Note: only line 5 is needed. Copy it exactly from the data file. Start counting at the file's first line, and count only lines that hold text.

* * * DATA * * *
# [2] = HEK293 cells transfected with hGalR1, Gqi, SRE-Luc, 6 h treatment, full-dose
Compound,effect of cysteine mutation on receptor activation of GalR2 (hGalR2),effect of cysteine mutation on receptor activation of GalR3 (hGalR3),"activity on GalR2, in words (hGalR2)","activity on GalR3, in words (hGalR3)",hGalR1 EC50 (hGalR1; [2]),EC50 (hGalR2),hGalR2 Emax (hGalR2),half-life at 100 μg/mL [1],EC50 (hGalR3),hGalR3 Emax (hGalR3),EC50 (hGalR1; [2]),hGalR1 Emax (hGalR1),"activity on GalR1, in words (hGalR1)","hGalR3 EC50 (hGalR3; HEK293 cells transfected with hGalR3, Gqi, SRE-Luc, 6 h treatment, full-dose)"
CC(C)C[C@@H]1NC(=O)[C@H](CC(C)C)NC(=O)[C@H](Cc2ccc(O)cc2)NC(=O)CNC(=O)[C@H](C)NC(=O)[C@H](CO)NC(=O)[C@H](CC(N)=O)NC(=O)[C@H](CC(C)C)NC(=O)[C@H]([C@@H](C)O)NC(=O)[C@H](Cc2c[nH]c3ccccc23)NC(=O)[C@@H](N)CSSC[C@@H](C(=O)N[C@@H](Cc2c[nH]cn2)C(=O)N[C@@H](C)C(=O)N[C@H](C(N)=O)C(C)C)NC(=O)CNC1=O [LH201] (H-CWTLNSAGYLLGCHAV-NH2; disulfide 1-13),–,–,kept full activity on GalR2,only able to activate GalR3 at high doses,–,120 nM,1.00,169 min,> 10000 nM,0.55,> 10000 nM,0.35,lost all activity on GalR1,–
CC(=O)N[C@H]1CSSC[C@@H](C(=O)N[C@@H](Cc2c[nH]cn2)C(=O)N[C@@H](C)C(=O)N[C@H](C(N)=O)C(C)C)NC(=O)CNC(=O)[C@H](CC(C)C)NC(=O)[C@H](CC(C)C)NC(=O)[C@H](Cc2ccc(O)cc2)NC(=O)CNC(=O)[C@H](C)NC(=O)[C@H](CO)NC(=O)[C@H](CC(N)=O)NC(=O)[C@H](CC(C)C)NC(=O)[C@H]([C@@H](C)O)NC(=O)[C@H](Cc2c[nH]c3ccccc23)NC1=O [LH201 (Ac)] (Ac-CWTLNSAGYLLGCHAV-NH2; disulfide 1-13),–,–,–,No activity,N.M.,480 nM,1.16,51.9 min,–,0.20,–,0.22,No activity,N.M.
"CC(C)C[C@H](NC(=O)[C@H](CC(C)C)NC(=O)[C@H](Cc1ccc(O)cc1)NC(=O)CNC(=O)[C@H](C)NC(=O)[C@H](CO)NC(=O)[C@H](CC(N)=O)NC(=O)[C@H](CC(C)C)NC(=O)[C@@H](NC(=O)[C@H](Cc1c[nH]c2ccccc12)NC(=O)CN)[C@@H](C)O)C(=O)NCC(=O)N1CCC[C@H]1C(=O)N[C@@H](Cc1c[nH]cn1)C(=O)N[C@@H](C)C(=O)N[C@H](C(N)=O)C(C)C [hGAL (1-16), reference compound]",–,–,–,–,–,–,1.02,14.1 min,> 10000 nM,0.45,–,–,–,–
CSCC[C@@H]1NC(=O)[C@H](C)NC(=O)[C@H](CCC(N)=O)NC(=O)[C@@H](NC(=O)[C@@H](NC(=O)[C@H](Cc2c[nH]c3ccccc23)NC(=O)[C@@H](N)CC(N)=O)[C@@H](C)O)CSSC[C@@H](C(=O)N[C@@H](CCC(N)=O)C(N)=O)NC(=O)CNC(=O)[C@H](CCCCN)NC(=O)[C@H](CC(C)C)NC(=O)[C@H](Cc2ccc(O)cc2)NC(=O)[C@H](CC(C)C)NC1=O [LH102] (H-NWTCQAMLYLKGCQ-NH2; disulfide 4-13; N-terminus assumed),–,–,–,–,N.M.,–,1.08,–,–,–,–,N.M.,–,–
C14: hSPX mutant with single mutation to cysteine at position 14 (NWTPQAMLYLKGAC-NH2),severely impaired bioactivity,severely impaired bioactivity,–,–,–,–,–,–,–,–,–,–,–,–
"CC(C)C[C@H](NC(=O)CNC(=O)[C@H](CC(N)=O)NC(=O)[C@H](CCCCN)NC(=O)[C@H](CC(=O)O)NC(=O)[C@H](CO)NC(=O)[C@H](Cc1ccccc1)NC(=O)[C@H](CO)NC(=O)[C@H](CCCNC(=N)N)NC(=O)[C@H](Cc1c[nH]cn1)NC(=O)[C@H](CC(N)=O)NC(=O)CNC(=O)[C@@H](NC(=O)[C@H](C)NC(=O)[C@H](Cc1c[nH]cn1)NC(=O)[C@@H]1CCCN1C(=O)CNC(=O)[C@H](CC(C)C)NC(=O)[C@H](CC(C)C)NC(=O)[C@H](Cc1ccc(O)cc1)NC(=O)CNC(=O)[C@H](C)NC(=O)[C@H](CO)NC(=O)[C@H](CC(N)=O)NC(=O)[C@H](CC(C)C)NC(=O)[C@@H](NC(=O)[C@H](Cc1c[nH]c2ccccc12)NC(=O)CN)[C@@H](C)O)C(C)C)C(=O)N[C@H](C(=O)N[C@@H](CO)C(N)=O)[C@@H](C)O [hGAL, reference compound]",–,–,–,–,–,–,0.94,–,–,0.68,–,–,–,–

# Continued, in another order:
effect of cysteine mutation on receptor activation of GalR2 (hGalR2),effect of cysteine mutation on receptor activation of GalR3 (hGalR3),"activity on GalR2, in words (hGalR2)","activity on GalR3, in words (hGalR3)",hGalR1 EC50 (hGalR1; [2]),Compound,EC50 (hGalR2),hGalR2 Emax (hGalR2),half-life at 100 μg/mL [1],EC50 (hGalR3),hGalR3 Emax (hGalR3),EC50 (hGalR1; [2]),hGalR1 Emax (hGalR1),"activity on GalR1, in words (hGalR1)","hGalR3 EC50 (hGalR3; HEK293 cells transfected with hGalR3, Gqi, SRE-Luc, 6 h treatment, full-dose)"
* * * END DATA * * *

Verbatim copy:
"CC(C)C[C@H](NC(=O)[C@H](CC(C)C)NC(=O)[C@H](Cc1ccc(O)cc1)NC(=O)CNC(=O)[C@H](C)NC(=O)[C@H](CO)NC(=O)[C@H](CC(N)=O)NC(=O)[C@H](CC(C)C)NC(=O)[C@@H](NC(=O)[C@H](Cc1c[nH]c2ccccc12)NC(=O)CN)[C@@H](C)O)C(=O)NCC(=O)N1CCC[C@H]1C(=O)N[C@@H](Cc1c[nH]cn1)C(=O)N[C@@H](C)C(=O)N[C@H](C(N)=O)C(C)C [hGAL (1-16), reference compound]",–,–,–,–,–,–,1.02,14.1 min,> 10000 nM,0.45,–,–,–,–